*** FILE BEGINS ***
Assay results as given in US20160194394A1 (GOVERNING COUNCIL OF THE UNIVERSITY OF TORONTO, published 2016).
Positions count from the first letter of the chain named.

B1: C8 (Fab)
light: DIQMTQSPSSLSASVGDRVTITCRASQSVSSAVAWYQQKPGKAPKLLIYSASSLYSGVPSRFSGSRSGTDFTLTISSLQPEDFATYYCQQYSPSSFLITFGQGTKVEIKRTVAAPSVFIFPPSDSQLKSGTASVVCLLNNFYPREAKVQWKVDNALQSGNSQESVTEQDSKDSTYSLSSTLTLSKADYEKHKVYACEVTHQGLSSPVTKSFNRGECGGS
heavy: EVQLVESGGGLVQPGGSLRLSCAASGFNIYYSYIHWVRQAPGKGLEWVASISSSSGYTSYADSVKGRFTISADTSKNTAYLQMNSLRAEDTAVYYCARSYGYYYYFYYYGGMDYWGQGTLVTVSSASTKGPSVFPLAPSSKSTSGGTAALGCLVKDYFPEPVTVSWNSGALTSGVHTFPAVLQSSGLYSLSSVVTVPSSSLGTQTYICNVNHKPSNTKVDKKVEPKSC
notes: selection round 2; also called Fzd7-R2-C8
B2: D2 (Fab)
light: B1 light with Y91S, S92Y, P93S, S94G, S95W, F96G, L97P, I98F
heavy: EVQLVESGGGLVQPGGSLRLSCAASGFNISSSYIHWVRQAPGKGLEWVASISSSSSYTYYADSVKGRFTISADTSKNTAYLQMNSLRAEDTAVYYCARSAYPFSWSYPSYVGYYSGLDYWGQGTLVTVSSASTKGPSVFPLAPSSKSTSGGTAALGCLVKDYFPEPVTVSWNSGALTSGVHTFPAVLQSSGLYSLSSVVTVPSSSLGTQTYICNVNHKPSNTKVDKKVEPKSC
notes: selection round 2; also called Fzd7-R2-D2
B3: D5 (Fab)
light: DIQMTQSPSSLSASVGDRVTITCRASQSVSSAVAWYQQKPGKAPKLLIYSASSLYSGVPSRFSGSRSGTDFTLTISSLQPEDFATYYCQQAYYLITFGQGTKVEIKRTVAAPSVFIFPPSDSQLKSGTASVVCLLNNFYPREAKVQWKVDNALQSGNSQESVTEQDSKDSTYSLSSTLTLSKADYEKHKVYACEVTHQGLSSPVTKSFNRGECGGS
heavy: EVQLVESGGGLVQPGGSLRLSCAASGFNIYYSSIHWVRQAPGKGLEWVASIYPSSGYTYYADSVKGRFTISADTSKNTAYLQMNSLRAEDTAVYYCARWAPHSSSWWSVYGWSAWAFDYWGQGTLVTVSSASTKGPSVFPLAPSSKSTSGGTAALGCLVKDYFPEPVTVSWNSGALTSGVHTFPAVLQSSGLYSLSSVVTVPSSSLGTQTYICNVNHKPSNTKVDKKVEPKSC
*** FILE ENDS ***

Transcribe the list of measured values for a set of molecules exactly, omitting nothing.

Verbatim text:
Assay results as given in US20160194394A1 (GOVERNING COUNCIL OF THE UNIVERSITY OF TORONTO, published 2016).
Positions count from the first letter of the chain named.

B1: C8 (Fab)
light: DIQMTQSPSSLSASVGDRVTITCRASQSVSSAVAWYQQKPGKAPKLLIYSASSLYSGVPSRFSGSRSGTDFTLTISSLQPEDFATYYCQQYSPSSFLITFGQGTKVEIKRTVAAPSVFIFPPSDSQLKSGTASVVCLLNNFYPREAKVQWKVDNALQSGNSQESVTEQDSKDSTYSLSSTLTLSKADYEKHKVYACEVTHQGLSSPVTKSFNRGECGGS
heavy: EVQLVESGGGLVQPGGSLRLSCAASGFNIYYSYIHWVRQAPGKGLEWVASISSSSGYTSYADSVKGRFTISADTSKNTAYLQMNSLRAEDTAVYYCARSYGYYYYFYYYGGMDYWGQGTLVTVSSASTKGPSVFPLAPSSKSTSGGTAALGCLVKDYFPEPVTVSWNSGALTSGVHTFPAVLQSSGLYSLSSVVTVPSSSLGTQTYICNVNHKPSNTKVDKKVEPKSC
notes: selection round 2; also called Fzd7-R2-C8
B2: D2 (Fab)
light: B1 light with Y91S, S92Y, P93S, S94G, S95W, F96G, L97P, I98F
heavy: EVQLVESGGGLVQPGGSLRLSCAASGFNISSSYIHWVRQAPGKGLEWVASISSSSSYTYYADSVKGRFTISADTSKNTAYLQMNSLRAEDTAVYYCARSAYPFSWSYPSYVGYYSGLDYWGQGTLVTVSSASTKGPSVFPLAPSSKSTSGGTAALGCLVKDYFPEPVTVSWNSGALTSGVHTFPAVLQSSGLYSLSSVVTVPSSSLGTQTYICNVNHKPSNTKVDKKVEPKSC
notes: selection round 2; also called Fzd7-R2-D2
B3: D5 (Fab)
light: DIQMTQSPSSLSASVGDRVTITCRASQSVSSAVAWYQQKPGKAPKLLIYSASSLYSGVPSRFSGSRSGTDFTLTISSLQPEDFATYYCQQAYYLITFGQGTKVEIKRTVAAPSVFIFPPSDSQLKSGTASVVCLLNNFYPREAKVQWKVDNALQSGNSQESVTEQDSKDSTYSLSSTLTLSKADYEKHKVYACEVTHQGLSSPVTKSFNRGECGGS
heavy: EVQLVESGGGLVQPGGSLRLSCAASGFNIYYSSIHWVRQAPGKGLEWVASIYPSSGYTYYADSVKGRFTISADTSKNTAYLQMNSLRAEDTAVYYCARWAPHSSSWWSVYGWSAWAFDYWGQGTLVTVSSASTKGPSVFPLAPSSKSTSGGTAALGCLVKDYFPEPVTVSWNSGALTSGVHTFPAVLQSSGLYSLSSVVTVPSSSLGTQTYICNVNHKPSNTKVDKKVEPKSC